May 01, 2019
2 min read

‘Sea Hero Quest’ gaming app can detect Alzheimer’s risk

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Assessment of navigational behavior using the smartphone gaming app called Sea Hero Quest can distinguish healthy aging from people at risk for Alzheimer’s disease, according to a study published in Proceedings of the National Academy of Sciences.

"Dementia will affect 135 million people worldwide by 2050. We need to identify people earlier to reduce their risk of developing dementia in the future,” Michael Hornberger, PhD, professor of applied dementia research, Norwich Medical School, University of East Anglia, U.K., said in a press release. “Current diagnosis of dementia is strongly based on memory symptoms, which we know now are occurring when the disease is quite advanced. Instead, emerging evidence shows that subtle spatial navigation and awareness deficits can precede memory symptoms by many years.”

The game was developed to measure spatial navigation performance in monitored research settings and unmonitored at-home settings, according to the study. In the game, players study a map featuring a start location and several checkpoints (the number of seconds viewed are recorded). After exiting the map, they are prompted to immediately find checkpoints in the order indicated on the map under timed conditions. This measures goal-oriented wayfinding.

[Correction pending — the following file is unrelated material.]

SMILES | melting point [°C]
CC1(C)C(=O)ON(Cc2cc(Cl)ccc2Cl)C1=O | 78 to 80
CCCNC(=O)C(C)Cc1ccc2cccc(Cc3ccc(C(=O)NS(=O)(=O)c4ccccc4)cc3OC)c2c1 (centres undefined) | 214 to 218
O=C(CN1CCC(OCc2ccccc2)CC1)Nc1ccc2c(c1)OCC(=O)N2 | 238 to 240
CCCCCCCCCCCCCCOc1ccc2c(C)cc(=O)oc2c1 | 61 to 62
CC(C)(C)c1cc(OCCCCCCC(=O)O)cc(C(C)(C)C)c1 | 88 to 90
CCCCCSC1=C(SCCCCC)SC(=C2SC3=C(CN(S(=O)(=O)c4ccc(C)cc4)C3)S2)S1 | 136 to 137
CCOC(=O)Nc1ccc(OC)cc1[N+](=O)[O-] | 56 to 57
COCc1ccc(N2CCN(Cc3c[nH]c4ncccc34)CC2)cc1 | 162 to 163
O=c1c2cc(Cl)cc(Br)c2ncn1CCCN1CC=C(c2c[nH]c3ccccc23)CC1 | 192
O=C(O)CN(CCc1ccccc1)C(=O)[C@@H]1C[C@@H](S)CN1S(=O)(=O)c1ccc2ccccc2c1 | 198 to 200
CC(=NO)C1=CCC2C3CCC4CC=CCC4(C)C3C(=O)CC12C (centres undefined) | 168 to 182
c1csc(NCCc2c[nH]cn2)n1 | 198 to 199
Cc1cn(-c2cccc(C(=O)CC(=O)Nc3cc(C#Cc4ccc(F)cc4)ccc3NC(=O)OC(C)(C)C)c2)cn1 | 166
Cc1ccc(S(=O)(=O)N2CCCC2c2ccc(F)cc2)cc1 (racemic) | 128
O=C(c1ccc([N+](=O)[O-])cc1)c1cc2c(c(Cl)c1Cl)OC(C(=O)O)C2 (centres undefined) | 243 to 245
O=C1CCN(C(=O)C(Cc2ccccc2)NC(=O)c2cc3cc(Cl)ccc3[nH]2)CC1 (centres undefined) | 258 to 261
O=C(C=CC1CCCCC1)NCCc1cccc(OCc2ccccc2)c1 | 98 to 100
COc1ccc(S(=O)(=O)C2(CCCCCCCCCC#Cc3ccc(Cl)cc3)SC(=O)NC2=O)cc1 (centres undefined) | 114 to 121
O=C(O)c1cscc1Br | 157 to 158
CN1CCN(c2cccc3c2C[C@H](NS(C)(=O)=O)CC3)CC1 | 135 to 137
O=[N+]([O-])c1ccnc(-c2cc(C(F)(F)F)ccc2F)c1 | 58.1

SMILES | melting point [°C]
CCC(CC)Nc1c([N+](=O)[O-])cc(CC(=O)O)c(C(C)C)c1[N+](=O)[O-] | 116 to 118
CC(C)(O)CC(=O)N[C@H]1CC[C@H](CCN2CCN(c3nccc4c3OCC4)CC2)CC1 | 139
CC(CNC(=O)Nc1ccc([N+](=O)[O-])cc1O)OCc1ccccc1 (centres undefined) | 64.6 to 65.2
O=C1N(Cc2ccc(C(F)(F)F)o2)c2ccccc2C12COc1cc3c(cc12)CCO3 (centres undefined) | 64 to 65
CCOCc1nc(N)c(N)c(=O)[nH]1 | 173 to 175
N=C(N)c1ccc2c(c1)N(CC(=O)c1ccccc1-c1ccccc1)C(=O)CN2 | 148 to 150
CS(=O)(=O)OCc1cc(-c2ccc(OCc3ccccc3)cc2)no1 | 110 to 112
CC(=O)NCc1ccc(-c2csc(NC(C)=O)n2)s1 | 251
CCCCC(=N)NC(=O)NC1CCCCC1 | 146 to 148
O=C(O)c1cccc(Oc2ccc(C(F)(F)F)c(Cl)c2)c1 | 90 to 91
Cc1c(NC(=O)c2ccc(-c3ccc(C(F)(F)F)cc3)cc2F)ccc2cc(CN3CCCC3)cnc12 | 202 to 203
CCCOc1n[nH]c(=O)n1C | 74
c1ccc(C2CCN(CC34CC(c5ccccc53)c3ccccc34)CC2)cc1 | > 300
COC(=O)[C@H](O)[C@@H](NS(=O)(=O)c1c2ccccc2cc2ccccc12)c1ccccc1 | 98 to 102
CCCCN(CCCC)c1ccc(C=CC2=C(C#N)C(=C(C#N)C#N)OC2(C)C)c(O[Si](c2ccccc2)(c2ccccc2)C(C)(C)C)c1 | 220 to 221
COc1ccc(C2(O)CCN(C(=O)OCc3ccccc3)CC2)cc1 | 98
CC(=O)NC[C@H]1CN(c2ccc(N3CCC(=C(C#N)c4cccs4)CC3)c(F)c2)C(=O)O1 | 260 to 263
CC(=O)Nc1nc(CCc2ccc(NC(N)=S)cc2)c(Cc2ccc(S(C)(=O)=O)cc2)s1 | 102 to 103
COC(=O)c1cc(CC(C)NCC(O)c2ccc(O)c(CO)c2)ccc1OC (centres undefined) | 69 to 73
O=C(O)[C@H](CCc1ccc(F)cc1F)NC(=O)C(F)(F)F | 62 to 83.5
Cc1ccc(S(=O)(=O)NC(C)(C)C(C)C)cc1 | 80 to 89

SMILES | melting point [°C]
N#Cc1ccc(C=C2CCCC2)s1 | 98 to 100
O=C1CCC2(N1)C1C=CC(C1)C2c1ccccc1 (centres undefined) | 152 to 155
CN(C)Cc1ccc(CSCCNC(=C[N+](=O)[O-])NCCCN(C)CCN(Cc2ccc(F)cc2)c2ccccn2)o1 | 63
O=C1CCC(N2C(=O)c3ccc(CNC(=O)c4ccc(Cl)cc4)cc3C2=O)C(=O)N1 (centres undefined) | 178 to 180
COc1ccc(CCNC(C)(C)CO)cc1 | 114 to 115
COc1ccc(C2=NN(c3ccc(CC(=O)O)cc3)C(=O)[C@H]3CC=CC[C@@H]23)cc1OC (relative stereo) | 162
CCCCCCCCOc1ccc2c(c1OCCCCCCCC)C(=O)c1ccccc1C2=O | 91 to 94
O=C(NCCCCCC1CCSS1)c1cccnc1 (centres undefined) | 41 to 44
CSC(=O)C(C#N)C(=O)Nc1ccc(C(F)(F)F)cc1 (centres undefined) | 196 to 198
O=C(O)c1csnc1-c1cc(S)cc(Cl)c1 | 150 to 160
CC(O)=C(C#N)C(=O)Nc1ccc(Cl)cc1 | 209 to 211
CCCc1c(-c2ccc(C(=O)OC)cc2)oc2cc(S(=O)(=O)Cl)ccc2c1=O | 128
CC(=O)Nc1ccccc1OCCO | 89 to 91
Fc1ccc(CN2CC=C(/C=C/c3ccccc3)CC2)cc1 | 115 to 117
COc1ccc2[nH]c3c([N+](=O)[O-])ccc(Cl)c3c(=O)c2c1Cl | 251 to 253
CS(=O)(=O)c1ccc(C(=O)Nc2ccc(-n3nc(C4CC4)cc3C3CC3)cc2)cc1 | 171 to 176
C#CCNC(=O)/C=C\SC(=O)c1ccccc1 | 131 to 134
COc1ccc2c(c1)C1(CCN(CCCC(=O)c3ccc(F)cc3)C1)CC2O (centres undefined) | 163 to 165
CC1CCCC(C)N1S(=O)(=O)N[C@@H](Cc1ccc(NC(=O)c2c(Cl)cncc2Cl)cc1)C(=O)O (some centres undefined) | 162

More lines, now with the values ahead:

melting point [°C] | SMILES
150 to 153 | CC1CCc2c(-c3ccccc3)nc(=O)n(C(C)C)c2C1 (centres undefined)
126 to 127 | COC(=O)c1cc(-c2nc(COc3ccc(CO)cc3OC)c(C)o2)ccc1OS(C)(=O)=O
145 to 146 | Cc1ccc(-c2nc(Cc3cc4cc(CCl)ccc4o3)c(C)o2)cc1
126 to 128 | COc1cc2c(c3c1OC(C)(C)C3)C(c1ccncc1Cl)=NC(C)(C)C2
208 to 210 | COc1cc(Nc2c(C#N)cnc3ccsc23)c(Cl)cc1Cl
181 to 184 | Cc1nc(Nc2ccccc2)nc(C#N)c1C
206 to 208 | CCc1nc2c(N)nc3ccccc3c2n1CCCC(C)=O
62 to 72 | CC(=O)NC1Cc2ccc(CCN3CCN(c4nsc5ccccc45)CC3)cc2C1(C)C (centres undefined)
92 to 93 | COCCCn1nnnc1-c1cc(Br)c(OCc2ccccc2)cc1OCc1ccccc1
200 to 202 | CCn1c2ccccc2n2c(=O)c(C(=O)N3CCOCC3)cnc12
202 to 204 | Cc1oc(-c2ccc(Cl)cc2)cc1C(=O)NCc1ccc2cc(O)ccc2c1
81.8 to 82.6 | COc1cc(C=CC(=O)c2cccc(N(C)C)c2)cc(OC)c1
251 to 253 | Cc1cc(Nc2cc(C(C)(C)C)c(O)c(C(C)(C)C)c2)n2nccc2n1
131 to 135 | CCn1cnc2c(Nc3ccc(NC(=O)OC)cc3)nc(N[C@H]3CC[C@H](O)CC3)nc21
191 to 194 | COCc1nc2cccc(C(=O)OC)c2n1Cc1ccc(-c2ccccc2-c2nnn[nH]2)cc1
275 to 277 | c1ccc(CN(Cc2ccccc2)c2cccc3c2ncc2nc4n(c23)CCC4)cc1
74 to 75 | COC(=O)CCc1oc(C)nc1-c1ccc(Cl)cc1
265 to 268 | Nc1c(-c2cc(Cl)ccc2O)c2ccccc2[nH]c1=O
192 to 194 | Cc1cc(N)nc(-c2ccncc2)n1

The investigators used spatial navigation big data from 27,108 adults aged 50 to 75 years from the U.K. who played the Sea Hero Quest game to examine whether such data can be used to determine those at risk for Alzheimer’s disease. Based on how they played the game, researchers compared people genetically predisposed to Alzheimer's disease with those who were not, according to the press release.

Image of Deutsche Telekom's Sea Hero Quest 
Sea Hero Quest mobile phone game.
Source/Credit: Deutsche Telekom's Sea Hero Quest

The results showed that adults at high genetic risk (APOE4 carriers) performed worse on spatial navigation tasks in the game and that they took less efficient routes to checkpoint goals, Hornberger said in the release.

"This is really important because these are people with no memory problems,” he said. "Meanwhile, those without the APOE4 gene travelled roughly the same distance as the 27,000 people forming the baseline score. This difference in performance was particularly pronounced where the space to navigate was large and open. It means that we can detect people who are at genetic risk of Alzheimer's based on how they play the game."

In addition, the game succeeded where a conventional memory test failed, lead author Gillian Coughlan, MSc, from Norwich Medical School, University of East Anglia, said in the release.

“It demonstrates the power of harnessing large-scale citizen science projects and applying big data technologies, to help improve the early detection of diseases like Alzheimer's,” Coughlan said. “It is helping to shed light on how we use our brain to navigate and also to aid the development of more personalized measures for future diagnostics and drug treatment programs in dementia research. This is the tip of the iceberg.”– by Savannah Demko

Disclosure: The authors report no relevant financial disclosures.